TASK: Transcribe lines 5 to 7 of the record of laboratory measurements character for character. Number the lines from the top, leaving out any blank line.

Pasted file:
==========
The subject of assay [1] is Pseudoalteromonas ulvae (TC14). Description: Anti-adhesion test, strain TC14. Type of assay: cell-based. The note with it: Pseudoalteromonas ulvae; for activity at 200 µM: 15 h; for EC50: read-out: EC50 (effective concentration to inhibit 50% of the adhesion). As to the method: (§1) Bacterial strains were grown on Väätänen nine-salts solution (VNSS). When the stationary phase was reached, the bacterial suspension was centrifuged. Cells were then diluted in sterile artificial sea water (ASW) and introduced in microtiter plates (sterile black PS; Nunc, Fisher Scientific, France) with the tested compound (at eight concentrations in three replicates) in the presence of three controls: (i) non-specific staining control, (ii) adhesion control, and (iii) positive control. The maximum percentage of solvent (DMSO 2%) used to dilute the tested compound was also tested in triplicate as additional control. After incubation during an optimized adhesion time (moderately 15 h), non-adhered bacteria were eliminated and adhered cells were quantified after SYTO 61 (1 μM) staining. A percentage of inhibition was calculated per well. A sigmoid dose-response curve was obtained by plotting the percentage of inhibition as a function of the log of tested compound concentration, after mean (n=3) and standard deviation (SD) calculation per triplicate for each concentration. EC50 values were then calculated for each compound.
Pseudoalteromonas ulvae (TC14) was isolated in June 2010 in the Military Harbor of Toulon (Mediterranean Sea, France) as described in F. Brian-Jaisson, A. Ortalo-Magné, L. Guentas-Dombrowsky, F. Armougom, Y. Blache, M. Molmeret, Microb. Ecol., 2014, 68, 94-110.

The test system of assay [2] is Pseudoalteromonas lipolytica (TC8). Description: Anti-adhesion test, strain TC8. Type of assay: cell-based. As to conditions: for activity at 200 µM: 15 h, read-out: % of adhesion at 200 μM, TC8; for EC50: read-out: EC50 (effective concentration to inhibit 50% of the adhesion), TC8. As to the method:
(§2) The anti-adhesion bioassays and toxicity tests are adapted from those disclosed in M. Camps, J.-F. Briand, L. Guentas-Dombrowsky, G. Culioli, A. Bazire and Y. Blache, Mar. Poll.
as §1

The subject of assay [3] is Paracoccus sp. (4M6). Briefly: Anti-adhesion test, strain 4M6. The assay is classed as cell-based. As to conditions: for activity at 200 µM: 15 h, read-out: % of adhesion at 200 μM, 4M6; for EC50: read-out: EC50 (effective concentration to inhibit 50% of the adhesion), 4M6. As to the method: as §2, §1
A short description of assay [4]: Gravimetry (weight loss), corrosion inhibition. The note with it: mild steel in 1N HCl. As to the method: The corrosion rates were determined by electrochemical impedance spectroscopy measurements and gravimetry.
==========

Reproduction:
as §1

The subject of assay [3] is Paracoccus sp. (4M6). Briefly: Anti-adhesion test, strain 4M6. The assay is classed as cell-based. As to conditions: for activity at 200 µM: 15 h, read-out: % of adhesion at 200 μM, 4M6; for EC50: read-out: EC50 (effective concentration to inhibit 50% of the adhesion), 4M6. As to the method: as §2, §1
A short description of assay [4]: Gravimetry (weight loss), corrosion inhibition. The note with it: mild steel in 1N HCl. As to the method: The corrosion rates were determined by electrochemical impedance spectroscopy measurements and gravimetry.